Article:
I am on a mission. I want to recreate the classic Entenmann’s glazed donuts. I have so many fond memories of eating these guys in the back of my parent’s car on the way to ski trips, or sitting around the campfire on family camping trips!
So what this means for you is that I’ll have a lot of donut adventures coming your way. For our Easter brunch last month, I tried these guys. They were good, light and fluffy, but not like the Entenmann’s ones. I prefer the heavier cakier donuts, but for those of you who like the lighter fluffy ones, here’s a great recipe.
Recipe adapted from here.
Ingredients (makes 13 donuts and 13 holes)
3/4 cup buttermilk
3 egg yolks
1/3 cup canola oil
3 3/4 cups cake flour (you can find out how to make it here)
1 cup granulated sugar
2 teaspoons baking powder
1/2 teaspoon baking soda
1 1/2 teaspoons ground cinnamon
1/4 teaspoon freshly grated nutmeg
Zest of 1 lemon
2 cups powdered sugar
Canola oil for frying (enough to pour 1-2 inches in your pan)
1. Mix your buttermilk, egg, egg yolks, and canola oil with a whisk. In a different bowl, put two cups of the flour and also whisk it.
2. In your electric mixer with the paddle attachment, add the remaining flour (1 3/4 cups), sugar, baking powder, baking soda, cinnamon, nutmeg, and lemon zest. Mix on low speed and then slowly add the buttermilk mixture. Stop mixing just as soon as the dough incorporates everything. Add in the remaining 2 cups of flour you set aside, and mix by hand with a spatula. It’s ok that the dough is sticky.
3. Now place the dough between two sheets of waxed paper. Then use your roller, and roll the dough out to an oval, about 8 x10 inches and 3/4 inches thick. Place on a cookie sheet, and put in the freezer for about 30 minutes.
4. Once the dough is firm enough to cut, take it out of the freezer and take off one of the sheets of wax paper. Dust that side with flour and replace the wax paper. Flip the dough over and get rid of the other piece of wax paper. Now, once the dusted side is on the bottom, you’ll be ready to cut the dough.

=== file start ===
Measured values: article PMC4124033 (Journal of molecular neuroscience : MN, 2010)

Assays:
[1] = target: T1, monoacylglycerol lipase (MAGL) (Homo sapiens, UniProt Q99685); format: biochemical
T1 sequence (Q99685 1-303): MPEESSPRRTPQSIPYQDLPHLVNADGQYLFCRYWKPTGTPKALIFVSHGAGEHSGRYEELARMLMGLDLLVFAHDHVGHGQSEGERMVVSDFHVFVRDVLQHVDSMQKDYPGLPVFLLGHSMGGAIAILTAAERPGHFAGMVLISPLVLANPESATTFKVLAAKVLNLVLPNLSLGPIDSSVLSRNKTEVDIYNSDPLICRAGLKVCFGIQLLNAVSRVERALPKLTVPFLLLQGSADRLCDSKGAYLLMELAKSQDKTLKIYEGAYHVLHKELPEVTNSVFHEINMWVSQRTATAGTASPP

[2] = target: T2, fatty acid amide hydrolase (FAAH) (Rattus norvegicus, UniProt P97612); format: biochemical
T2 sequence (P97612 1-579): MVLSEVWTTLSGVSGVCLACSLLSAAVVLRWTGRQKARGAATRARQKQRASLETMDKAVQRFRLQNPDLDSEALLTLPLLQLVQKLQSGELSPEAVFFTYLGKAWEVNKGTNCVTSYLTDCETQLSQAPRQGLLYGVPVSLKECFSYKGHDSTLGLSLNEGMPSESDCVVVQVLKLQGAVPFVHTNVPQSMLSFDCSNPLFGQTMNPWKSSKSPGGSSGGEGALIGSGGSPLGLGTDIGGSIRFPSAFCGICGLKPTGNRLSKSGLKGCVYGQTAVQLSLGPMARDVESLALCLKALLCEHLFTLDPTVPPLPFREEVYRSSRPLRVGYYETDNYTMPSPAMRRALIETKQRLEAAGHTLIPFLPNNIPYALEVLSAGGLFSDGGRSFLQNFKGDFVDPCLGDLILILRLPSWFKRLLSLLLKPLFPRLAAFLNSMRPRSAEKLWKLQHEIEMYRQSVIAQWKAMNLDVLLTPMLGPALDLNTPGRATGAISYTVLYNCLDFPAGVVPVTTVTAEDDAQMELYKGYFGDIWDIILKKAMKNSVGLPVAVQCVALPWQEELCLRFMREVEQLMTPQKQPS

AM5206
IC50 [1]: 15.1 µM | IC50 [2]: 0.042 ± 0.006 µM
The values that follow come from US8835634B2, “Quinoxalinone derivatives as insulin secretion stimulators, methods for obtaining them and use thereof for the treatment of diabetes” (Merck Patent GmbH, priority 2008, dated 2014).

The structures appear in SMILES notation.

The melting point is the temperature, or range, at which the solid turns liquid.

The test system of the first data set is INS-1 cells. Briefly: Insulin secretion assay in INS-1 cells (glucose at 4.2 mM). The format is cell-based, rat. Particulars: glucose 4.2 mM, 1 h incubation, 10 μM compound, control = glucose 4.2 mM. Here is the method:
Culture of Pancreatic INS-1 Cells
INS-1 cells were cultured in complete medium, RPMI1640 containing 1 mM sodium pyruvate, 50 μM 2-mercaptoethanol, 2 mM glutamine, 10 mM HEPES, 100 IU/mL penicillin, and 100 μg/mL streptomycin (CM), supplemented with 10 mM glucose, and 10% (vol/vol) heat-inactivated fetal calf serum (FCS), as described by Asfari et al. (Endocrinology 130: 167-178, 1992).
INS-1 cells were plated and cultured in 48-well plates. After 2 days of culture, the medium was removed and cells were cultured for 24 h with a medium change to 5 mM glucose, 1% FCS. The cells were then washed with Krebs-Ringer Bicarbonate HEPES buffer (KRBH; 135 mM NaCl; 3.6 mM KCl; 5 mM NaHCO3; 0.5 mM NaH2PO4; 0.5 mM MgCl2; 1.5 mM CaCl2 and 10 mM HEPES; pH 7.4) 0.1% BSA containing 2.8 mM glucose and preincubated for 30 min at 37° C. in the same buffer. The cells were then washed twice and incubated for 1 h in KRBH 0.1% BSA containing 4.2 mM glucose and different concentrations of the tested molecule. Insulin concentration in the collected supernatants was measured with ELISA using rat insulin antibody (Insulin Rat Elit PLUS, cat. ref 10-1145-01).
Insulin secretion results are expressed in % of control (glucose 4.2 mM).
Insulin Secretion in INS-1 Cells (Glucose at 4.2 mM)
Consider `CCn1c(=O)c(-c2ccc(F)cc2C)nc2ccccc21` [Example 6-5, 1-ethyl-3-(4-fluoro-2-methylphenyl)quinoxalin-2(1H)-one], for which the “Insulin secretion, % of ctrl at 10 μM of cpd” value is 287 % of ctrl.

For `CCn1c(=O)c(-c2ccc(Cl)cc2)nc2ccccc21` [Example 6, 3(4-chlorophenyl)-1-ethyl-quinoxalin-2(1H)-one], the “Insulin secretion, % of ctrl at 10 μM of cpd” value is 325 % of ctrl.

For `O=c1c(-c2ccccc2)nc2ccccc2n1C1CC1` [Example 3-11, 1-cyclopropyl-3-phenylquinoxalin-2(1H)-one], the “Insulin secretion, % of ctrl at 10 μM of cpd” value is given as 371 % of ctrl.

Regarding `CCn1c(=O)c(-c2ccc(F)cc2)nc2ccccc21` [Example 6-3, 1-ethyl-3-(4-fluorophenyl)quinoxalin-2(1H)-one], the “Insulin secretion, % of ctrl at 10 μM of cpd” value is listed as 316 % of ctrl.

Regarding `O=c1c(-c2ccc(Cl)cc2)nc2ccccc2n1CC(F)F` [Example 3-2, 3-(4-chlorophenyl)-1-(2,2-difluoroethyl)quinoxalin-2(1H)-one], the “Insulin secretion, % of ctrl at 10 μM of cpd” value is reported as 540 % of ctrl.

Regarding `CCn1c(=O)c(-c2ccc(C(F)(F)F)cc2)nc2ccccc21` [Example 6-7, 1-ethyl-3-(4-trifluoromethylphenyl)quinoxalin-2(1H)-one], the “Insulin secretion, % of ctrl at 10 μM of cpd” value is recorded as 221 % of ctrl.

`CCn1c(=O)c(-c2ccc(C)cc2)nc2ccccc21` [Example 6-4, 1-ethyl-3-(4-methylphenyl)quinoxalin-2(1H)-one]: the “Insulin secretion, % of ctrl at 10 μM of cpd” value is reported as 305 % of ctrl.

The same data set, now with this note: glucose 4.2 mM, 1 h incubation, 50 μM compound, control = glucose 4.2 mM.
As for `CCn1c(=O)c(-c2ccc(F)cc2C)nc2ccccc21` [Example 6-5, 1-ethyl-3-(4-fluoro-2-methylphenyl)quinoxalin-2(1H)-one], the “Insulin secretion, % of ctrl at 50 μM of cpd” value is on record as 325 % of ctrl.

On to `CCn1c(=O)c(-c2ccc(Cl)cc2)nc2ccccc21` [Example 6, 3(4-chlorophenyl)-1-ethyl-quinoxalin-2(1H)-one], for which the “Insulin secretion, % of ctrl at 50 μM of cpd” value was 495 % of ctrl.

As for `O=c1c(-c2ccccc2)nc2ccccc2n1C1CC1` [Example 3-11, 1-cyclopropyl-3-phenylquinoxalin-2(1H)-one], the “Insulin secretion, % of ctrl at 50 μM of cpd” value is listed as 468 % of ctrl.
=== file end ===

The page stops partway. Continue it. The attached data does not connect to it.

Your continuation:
5. Take the cookie sheet you had the dough on in the freezer, and spray with cooking spray. Set aside.
6. If you have a donut cutter, get this out. If not, I use two different sized oval cookie cutters. Using these, I cut out the larger circles first, about 3 inches wide. Then I use the smaller one to cut out the middles (about 1 inch wide). You can save these middles to make donut holes. Using a sharp spatula, move the cut out donuts and holes to the prepared cookie sheet. If you want more donuts, re-roll out the scraps and continue cutting and re-rolling until you’re out of dough. You should get about 13 donuts and donut holes. Cover the pan with plastic wrap and chill in the fridge for 30 minutes to 1 day. If you chill it for 1 day, take the dough out of the fridge for 30-60 minute before frying.
7. Now, before you get started with frying, you want to make sure everything else is ready because donut frying is not easy. If you can borrow an extra set of hands for this frying stage, that would also be very helpful. But first up, prepare your glaze. Whisk the powdered sugar and 1/4 cup hot water. Make sure to do this in a larger bowl that you’ll be able to dunk the donuts in.
8. Place your large pan with high sides (or you can use a dutch oven) on the stove and get out a set of tongs to use. You also want to place a plate lined with paper towels and then a drying rack nearby to set the donuts on after cooking.
9. In your pan or dutch oven, heat 1-2 inches of oil over medium high heat. Place your candy thermometer in the pan and continue heating until it gets to 350 degrees. Now place 2-3 donut holes in the pan so you can get a sense of how they cook. You want them to start to brown, but not get too dark because they will continue to darken after you take them out of the pan. It should take about 1.5 minutes on each side for the donuts, and about 1 minute total for the holes. You can use your tongs to flip them over. Once the donuts are cooked, set them on the paper towel lined plate until the extra oil has drained. Them dunk each side in the glaze, and place them on the drying rack to cool.
10. You want to eat these guys on the day you serve them, preferably while they are still warm. They don’t keep well.